Time for a turnaround on D

The head coach matters. He does. He is the chief executive officer of an NFL franchise. He is the person ultimately responsible for the team's success. He is the one accountable.

John Fox matters. But when it comes to the Denver Broncos' ultimate success this season, it won't matter which man is the head coach -- or, for that matter, the quarterback -- if the defense doesn't start blocking, tackling and getting to the quarterback better.

In this era, offense sells. But in January and February, defense still wins in the National Football League. That has not changed. And that will continue to be true whether it is Fox or Jack Del Rio or Peyton Manning at the helm of the Broncos.

Over the weekend, Fox had a health scare while playing golf in Charlotte, N.C., during the Broncos' bye week. He needs heart valve replacement surgery. Fox knew his heart was an issue. He was hoping to stave off the surgery until a more convenient time, like after the Broncos made a run to the Super Bowl. Now, it should happen early this week. Fox will be out indefinitely, maybe a few weeks, maybe a few months.

The Broncos have named Del Rio, their defensive coordinator, the interim head coach. Del Rio makes sense. He is a mini-Fox. Defensive coach. Well respected. Has head-coaching experience after nine years as Jacksonville's coach. Is a no-nonsense guy the players respect because he demands effort, expects accountability and makes them better. Del Rio went 73-63 with the Jaguars and made the postseason twice with far less talent than the Broncos have. He knows how to lead a franchise. He knows how to delegate responsibility. But for the Broncos to achieve the success they seek, they will need the defense to improve, to become more than it has shown so far and to reach the quarterback.

The defensive side of the ball is the key to Denver's success. The offensive pyrotechnics are great. Scoring sells. Manning is amazing. But ultimately, it comes down to winning the line of scrimmage and getting off the field and, thus far this season, the Broncos' defense has not been able to do that.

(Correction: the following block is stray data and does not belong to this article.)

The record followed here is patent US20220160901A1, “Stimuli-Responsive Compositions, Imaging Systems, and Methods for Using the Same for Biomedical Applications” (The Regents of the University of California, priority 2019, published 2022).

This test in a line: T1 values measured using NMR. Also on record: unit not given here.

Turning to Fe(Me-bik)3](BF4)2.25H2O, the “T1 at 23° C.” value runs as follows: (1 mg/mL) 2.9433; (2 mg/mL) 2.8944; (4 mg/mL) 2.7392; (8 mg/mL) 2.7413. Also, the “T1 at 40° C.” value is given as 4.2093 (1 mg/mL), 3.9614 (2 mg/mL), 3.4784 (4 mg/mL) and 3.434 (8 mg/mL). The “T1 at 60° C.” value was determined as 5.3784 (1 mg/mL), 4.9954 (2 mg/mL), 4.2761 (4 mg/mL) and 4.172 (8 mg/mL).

Since the NFL-AFL merger, 16 teams have scored 500 or more points in a season. The Broncos are on pace to become the 17th. Of the previous 16 teams, only four have won the Super Bowl. Three did it by also having a high-powered rushing attack.

The Broncos don't have a top rushing attack. They also don't have a defense that can win them games. Although Denver played better in its pre-bye game against Washington, the wakeup call came in Week 5 against Dallas, when the Broncos gave up 470 passing yards and 48 points to the Cowboys.

Denver's issues have been many. Elite pass-rusher Elvis Dumervil is in Baltimore. Star linebacker Von Miller was suspended for six games. Veteran cornerback Champ Bailey has been injured and played in only two games.

The 11 players the Broncos expected would start on defense have yet to play in a game together this season. That matters, too. The Broncos have 22 sacks this season, tied for 17th in the league, but many have come when opponents have been forced to throw to catch up.

In two weeks, after playing at San Diego in Del Rio's first game as head coach, the Broncos will find themselves in the ultimate philosophical battle against the undefeated Kansas City Chiefs. It will be the Broncos' offense versus the Chiefs' defense. Kansas City is undefeated thanks to a defense that has yet to yield more than 17 points in a game this season.

The late, great Philadelphia defensive coordinator Jim Johnson used to say that if his defense held an opponent to 17 points or fewer, his team should win. Kansas City has done that and is the lone undefeated team in the league.

The Chiefs win ugly and have had the great fortune of playing against some inexperienced quarterbacks, but they win. Defensive touchdowns. Special-teams touchdowns. They don't blow anyone away with their offense, but they move the chains and win games.

Denver has won games, but the Broncos need more from the defensive side of the ball to win in the postseason. As the Broncos emerge from a bye week without their head coach, the question now is: Can they change? Can they evolve? Or are they what they've shown this far: a team that bleeds yards and allows the quarterback time to operate and relies on the offense to blow opponents out?

We will see soon enough. In the next month, Denver will play on the road against San Diego, New England and Kansas City, plus will get the Chiefs at home.

For the Broncos to achieve their goals, they will have to be better defensively. Del Rio certainly knows this. And if not, all he needs to do is watch San Francisco's final offensive series of Super Bowl XLVII, when the 49ers fell 5 yards shy of winning the Vince Lombardi Trophy.

Why? Defense matters.